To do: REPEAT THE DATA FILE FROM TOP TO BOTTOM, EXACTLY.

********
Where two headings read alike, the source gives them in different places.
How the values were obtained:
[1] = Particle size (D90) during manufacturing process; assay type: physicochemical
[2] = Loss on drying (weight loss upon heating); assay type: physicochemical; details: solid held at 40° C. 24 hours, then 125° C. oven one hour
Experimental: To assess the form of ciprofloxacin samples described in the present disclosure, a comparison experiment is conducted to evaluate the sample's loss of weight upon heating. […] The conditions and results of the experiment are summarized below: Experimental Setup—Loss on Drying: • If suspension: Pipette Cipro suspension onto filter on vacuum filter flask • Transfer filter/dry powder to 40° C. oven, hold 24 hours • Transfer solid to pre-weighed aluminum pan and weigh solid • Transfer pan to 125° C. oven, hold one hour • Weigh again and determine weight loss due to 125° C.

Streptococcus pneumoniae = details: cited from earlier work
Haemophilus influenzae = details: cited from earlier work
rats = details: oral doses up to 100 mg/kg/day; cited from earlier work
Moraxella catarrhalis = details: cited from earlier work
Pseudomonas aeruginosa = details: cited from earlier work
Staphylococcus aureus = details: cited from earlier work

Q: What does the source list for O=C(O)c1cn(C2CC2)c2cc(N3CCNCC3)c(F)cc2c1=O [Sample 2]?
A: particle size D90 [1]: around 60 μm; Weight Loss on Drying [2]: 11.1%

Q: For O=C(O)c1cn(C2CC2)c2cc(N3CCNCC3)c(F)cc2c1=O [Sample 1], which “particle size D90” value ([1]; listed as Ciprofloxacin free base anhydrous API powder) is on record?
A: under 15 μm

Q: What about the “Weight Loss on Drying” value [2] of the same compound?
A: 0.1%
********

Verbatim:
Where two headings read alike, the source gives them in different places.
How the values were obtained:
[1] = Particle size (D90) during manufacturing process; assay type: physicochemical
[2] = Loss on drying (weight loss upon heating); assay type: physicochemical; details: solid held at 40° C. 24 hours, then 125° C. oven one hour
Experimental: To assess the form of ciprofloxacin samples described in the present disclosure, a comparison experiment is conducted to evaluate the sample's loss of weight upon heating. […] The conditions and results of the experiment are summarized below: Experimental Setup—Loss on Drying: • If suspension: Pipette Cipro suspension onto filter on vacuum filter flask • Transfer filter/dry powder to 40° C. oven, hold 24 hours • Transfer solid to pre-weighed aluminum pan and weigh solid • Transfer pan to 125° C. oven, hold one hour • Weigh again and determine weight loss due to 125° C.

Streptococcus pneumoniae = details: cited from earlier work
Haemophilus influenzae = details: cited from earlier work
rats = details: oral doses up to 100 mg/kg/day; cited from earlier work
Moraxella catarrhalis = details: cited from earlier work
Pseudomonas aeruginosa = details: cited from earlier work
Staphylococcus aureus = details: cited from earlier work

Q: What does the source list for O=C(O)c1cn(C2CC2)c2cc(N3CCNCC3)c(F)cc2c1=O [Sample 2]?
A: particle size D90 [1]: around 60 μm; Weight Loss on Drying [2]: 11.1%

Q: For O=C(O)c1cn(C2CC2)c2cc(N3CCNCC3)c(F)cc2c1=O [Sample 1], which “particle size D90” value ([1]; listed as Ciprofloxacin free base anhydrous API powder) is on record?
A: under 15 μm

Q: What about the “Weight Loss on Drying” value [2] of the same compound?
A: 0.1%